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Green diamonds - natural & treated?


#1

Doing an appraisal on a 1.11 ct. “natural green diamond” and am
wondering if any one is familiar with diagnostic inclusions, marks,
etc to separate natural from treated re: the green color (besides the
spectroscope). Also does any one have an idea of price difference
between the two or know of a sure who I can contact for more

Many thanks.
Steve


#2

I wouldn’t touch the natural issue myself on a green diamond. I think
you need to get a gem lab involved. The naturals and treated can look
exactly alike in green diamonds.

Daniel R. Spirer, G.G.
Daniel R. Spirer Jewelers, LLC
1780 Massachusetts Ave.
Cambridge, MA 02140
@Daniel_R_Spirer
www.spirerjewelers.com


#3

Hi Steve,

Naturally colored green diamonds are extremely rare. Because of
that, and the very real possibility of treatment, they are always
regarded with suspicion. Unless you are appraising the Dresden
Green, which is naturally colored throughout, any color displayed by
nearly all natural green diamonds will have the color confined to a
"natural" on the girdle that reflects throughout the stone. In other
words, a diamond that has been irradiated (the only treatment to
create green color in diamond) to a green color will usually have a
uniform color with no zoning, whereas a natural green’s color is
confined to the skin of the rough from which it is cut. That’s why
the color will be confined to a natural on it’s girdle, a sign of a
very skilled cutter. Since you’re appraising the diamond, I’ll
assume you know what a natural is.

Sorry, there are no diagnostic inclusions from irradiation. The only
mark you may find will be the above mentioned natural. Sometimes,
irradiated diamonds will trigger a geiger counter, but most are kept
in storage until their half-life has expired to safe levels for
humans.

The really bad news is that most irradiated green diamonds are
almost impossible for even a well-equipped gemological laboratory to
detect. The reason is that all green diamonds are irradiated, either
in the earth before mining, or by a technician in a laboratory. even
the clues I mention in the first paragraph aren’t totally
conclusive. Unless you’ve had a lot of experience grading green
diamonds, you might consider outsourcing the appraisal to someone
who has.

You’re asking for pricing info, but you don’t list any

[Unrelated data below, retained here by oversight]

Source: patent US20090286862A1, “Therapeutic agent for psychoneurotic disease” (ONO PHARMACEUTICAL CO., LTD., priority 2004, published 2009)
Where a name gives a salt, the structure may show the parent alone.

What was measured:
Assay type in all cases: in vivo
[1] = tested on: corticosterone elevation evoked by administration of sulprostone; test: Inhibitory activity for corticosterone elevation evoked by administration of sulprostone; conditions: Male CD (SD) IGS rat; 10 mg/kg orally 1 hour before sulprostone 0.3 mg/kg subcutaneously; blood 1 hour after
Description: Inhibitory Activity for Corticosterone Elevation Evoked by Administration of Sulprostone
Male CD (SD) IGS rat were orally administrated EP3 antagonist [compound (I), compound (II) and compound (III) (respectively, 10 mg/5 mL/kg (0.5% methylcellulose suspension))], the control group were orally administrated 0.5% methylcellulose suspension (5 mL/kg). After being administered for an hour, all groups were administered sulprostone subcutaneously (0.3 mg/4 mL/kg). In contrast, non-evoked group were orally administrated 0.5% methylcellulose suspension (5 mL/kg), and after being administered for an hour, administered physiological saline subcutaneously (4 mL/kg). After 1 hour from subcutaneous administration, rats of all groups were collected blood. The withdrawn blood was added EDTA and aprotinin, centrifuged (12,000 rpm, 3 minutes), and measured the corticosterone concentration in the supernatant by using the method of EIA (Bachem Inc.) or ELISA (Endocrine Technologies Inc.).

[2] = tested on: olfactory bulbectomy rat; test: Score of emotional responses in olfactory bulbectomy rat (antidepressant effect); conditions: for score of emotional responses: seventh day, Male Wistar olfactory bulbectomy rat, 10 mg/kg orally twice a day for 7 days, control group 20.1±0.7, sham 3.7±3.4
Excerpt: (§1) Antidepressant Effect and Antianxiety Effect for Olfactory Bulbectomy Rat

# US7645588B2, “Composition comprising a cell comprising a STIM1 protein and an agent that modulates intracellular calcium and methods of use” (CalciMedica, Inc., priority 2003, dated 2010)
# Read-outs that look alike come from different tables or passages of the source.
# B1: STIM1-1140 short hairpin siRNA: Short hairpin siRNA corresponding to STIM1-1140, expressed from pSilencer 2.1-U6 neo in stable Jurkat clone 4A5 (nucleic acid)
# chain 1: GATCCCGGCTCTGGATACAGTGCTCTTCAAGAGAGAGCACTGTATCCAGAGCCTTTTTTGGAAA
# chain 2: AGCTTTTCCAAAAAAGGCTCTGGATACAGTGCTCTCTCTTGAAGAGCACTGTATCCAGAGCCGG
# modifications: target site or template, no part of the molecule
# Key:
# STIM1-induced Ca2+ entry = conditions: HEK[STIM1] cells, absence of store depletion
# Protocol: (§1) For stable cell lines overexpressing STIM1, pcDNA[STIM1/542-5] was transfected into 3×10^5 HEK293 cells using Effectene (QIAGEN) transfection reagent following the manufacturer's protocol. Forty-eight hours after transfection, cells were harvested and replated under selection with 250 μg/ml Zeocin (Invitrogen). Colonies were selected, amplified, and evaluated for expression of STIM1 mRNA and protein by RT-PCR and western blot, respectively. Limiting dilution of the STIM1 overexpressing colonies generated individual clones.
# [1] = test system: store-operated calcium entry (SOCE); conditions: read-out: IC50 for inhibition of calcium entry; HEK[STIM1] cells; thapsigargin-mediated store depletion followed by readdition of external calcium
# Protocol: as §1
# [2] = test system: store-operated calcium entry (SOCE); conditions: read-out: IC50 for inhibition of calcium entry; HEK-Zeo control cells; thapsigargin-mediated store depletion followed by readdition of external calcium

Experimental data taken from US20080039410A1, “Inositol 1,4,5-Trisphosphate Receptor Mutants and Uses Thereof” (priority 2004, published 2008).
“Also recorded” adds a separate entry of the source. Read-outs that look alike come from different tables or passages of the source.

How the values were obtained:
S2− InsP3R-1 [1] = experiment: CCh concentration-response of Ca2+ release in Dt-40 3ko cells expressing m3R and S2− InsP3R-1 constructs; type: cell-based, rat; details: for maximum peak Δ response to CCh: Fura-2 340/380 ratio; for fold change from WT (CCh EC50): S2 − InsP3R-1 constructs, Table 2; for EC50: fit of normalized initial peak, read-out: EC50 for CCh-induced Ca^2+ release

characteristics. Most price guides list green diamonds only as
irradiated, which should give you an indication of their rarity. An
IF green diamond over 1ct can wholesale for over $2k, if irradiated.
A natural green diamond is so rare, you can practically name your
price. Many argue that treated stones are worth the same (or more,
because of the costs involved) as natural stones, but, believe me,
you’ll get a LOT more for a (certified) natural green diamond than
an irradiated one.

Finally, I can only assume that, since you’re asking how to separate
treated from natural, that you don’t have a certification from a
reputable gem lab. A stone of that (possible) magnitude should at
least be sent off to a reputable lab (EGL, GIA, etc.) to determine,
if possible, whether it is natural or not. Sure, it costs a good
deal, but if it IS a “natural green diamond” a certificate stating
so will not only remove all doubt, but will increase the value of
the owner’s estate significantly. I would like to know who makes the
claim that the stone in question is natural. That claimant should be
willing to have it certified, if only to get the most for their
money. Then again, a lab still may not be able to tell for sure.
After considering all of the clues, if the possibility exists, I’d
suggest sending it off for evaluation.

James in SoFl


#4

Hi Steve

Natural green diamond is rare and many of the green diamond in the
market are mostly treated. Using basic gemological instrument to
identify the nature of colour is quite difficult, because of
improvement in technique of treatment i.e. irradiation plus
annealing.

I have learned from the Swiss Gemological Foundation Lab (SSEF,
Switzerland) and also Mr. George Bosshart (former chief gemologist
at the Gubelin Gem Lab) that you need to cool your diamond down to
minus 190 degree Celsius and use the UV visible spectrometer to
identify the presence of the presence of irradiated peak around 440
and 250 nm. Reference: Swiss Watch & Jewelry Journal 2/89.

You need to experience the technique involved in identification, it
is fun.

As for pricing, check with Christie’s auction houses, they sold some
green diamond before, quite high price.

Tay